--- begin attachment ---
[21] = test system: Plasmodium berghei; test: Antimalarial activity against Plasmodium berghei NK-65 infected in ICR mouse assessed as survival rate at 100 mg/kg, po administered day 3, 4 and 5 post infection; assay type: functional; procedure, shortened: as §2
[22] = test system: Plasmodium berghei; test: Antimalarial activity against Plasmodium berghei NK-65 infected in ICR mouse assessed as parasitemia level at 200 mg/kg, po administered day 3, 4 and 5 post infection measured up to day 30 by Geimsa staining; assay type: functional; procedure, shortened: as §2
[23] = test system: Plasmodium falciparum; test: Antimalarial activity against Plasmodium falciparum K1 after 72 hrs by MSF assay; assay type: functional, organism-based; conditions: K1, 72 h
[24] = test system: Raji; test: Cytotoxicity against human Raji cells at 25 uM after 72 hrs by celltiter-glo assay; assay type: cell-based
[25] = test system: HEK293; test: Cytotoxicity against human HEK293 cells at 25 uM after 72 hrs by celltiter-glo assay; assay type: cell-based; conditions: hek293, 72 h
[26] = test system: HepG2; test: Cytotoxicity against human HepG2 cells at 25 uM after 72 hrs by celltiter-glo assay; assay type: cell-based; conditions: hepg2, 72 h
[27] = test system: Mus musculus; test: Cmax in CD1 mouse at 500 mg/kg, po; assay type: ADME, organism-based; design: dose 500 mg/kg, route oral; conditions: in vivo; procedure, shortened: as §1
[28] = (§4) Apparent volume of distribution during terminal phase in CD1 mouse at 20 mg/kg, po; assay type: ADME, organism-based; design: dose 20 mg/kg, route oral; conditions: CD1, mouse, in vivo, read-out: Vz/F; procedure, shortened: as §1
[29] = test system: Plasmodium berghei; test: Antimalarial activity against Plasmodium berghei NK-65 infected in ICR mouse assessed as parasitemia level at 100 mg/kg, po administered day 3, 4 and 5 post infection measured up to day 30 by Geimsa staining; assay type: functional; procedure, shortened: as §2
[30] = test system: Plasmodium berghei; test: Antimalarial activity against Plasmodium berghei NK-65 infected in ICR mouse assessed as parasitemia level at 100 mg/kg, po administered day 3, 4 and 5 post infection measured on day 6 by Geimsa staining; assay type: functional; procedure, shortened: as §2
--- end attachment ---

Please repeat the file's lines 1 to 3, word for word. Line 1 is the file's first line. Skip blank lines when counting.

[21] = test system: Plasmodium berghei; test: Antimalarial activity against Plasmodium berghei NK-65 infected in ICR mouse assessed as survival rate at 100 mg/kg, po administered day 3, 4 and 5 post infection; assay type: functional; procedure, shortened: as §2
[22] = test system: Plasmodium berghei; test: Antimalarial activity against Plasmodium berghei NK-65 infected in ICR mouse assessed as parasitemia level at 200 mg/kg, po administered day 3, 4 and 5 post infection measured up to day 30 by Geimsa staining; assay type: functional; procedure, shortened: as §2
[23] = test system: Plasmodium falciparum; test: Antimalarial activity against Plasmodium falciparum K1 after 72 hrs by MSF assay; assay type: functional, organism-based; conditions: K1, 72 h